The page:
3. The fertilized ovum. Of the hundreds of sperm surviving the swim upstream to the oocyte, one jettisons its tail and nuzzles inside the much larger cell, which obligingly becomes an ovum, completing its own meisosis. A fertilized ovum = conception.

4. Pronuclei merge, within 12 hours. After fertilization, the packets of DNA from male and female — the pronuclei — approach, merge, and the intermingling chromosomes pair and part, as the first mitotic division looms. A new human genome forms. Following that first division, some genes from the new genome are accessed to make proteins, but maternal transcripts still dominate development.

5. Cleavage. Divisions ensue. The cells of an 8-celled embryo (day 3) have not yet committed to becoming part of the embryo “proper” (one with layers) or the supportive membranes. Such a cell can still, on its own, develop. An 8-celled embryo whose cells are teased apart could lead to an octomom situation.

6. Day 5. The new genome takes over as maternal transcripts are depleted. The inner cell mass (icm) separates from the hollow ball of cells and takes up residence on the interior surface. It will become the embryo proper, distinguishing itself from the remaining part of the ball fated to become the extra-embryonic membranes. The icm is what all the fuss about human embryonic stem (hES) cells is about — the stem cells aren’t the icm cells, but are cultured from them.

7. End of the first week. The embryo implants in the uterine lining.

8. Day 16. The gastrula. Tissue layers form, first the ectoderm and endoderm, then the sandwich filling, the mesoderm. Each layer gives rise to specific body parts.

9. Day 14. The primitive streak forms, classically the first sign of a nervous system and when some nations set the deadline for no longer using human embryos in experiments.

10. Day 18. The heart beats.

11. Day 28. The neural tube closes, within which the notochord, preliminary to the spinal cord, will form, while the bulge at the top will come to house the brain. If the tube doesn’t close completely, a neural tube defect (anencephaly, spina bifida, and a few others) results.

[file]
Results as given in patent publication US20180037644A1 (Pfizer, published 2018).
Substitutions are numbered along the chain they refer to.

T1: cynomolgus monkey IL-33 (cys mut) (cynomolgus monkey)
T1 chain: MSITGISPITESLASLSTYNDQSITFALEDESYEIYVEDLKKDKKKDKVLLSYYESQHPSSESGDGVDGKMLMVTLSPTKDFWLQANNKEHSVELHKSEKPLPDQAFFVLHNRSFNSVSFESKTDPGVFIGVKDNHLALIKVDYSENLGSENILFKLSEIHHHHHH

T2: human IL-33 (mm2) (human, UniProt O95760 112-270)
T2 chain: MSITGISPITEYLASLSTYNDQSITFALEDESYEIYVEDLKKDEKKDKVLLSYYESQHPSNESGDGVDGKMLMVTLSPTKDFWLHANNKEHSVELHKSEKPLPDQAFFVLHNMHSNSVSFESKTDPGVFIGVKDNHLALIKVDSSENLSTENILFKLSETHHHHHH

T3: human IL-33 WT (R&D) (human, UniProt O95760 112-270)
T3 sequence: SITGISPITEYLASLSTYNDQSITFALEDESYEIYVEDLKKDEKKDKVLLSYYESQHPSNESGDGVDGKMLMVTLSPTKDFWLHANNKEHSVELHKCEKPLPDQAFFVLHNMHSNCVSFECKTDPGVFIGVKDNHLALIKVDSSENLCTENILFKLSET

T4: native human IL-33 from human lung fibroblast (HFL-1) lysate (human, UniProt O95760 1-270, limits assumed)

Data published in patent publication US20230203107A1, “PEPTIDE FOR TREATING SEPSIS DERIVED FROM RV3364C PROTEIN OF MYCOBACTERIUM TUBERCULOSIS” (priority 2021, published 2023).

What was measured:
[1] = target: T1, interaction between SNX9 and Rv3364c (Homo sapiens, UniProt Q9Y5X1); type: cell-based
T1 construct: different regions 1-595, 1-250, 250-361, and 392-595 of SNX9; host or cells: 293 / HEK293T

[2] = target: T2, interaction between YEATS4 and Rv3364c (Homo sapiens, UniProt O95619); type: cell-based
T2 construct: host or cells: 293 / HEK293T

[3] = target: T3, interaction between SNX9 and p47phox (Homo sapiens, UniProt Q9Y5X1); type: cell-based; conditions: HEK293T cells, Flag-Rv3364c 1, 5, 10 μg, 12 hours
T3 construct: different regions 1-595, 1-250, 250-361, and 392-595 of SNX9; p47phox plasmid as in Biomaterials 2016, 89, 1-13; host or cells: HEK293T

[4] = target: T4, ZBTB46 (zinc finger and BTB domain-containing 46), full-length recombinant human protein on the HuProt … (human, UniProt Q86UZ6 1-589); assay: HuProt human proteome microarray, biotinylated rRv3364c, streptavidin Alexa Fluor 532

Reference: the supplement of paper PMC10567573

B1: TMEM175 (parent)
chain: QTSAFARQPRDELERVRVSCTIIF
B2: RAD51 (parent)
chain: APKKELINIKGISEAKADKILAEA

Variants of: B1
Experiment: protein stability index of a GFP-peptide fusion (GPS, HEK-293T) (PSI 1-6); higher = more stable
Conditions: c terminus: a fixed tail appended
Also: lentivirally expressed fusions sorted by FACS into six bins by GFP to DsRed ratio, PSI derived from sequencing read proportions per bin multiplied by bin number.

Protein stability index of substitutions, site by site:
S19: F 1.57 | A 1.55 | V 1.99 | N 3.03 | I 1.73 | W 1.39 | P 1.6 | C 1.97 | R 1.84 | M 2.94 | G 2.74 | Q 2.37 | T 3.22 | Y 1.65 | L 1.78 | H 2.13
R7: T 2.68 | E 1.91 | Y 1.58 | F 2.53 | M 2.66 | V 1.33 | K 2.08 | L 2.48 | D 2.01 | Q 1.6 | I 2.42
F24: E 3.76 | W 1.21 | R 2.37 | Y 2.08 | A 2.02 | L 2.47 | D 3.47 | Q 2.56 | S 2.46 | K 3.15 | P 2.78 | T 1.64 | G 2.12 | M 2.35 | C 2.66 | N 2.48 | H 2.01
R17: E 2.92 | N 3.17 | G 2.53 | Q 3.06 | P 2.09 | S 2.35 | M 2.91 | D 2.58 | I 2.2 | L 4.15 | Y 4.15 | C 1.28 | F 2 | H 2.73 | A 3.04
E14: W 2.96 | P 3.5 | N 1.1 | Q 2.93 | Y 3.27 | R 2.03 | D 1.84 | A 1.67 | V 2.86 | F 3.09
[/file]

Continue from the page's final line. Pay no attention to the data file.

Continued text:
12. End of week 8. The embryo becomes a fetus, all structures present in rudimentary form.

13. Week 14 or thereabouts. “Quickening,” the flutter a woman feels in her abdomen that will progress to squirms and kicks from within.

14. Week 22. A fetus has a chance of becoming a premature baby if delivered.

15. Birth.

16. Puberty. The Darwinian definition of what matters on a population and species level, when reproduction becomes possible.

17. Acceptance into medical school. I don’t know where this came from, a joke about Jewish mothers, but in some circles it might now apply to acceptance into preschool. Or when one’s grown offspring leave home.

My answer? #14. The ability to survive outside the body of another sets a practical limit on defining when a sustainable human life begins.

Having a functional genome, tissue layers, a notochord, a beating heart … none of these matter if the organism cannot survive where humans survive. Technology has taken us to the ends of the prenatal spectrum, yet not provided too much for the middle, other than fetal surgeries for a handful of conditions. We can collect and select gametes, now thanks to patent no. 8543339. We collect and select very early embryos in pre-implantation genetic diagnosis, allowing those without a specific disease to continue development. And although the gestational age at which a premature infant can survive has crept younger, it hasn’t by much, not since I starting thinking about these things back when I was a stage #16.

Until an artificial uterus becomes a reality, technology defines, for me, when a human life begins, rather than biology. Alternative views are welcome!


Notice that she says that a human life begins at the point of viability, her 14th timepoint. I would actually hold out for her #1 option, that life never really begins, but is in a continuous span across the generations. But her viability criterion is, I would say, the point that a new and independent human being starts to exist. It's not the start of life, but the start of an independent human life. And so I would agree that up to that point, I would permit abortions, because up to then the fetus is simply a parasite living off the mother.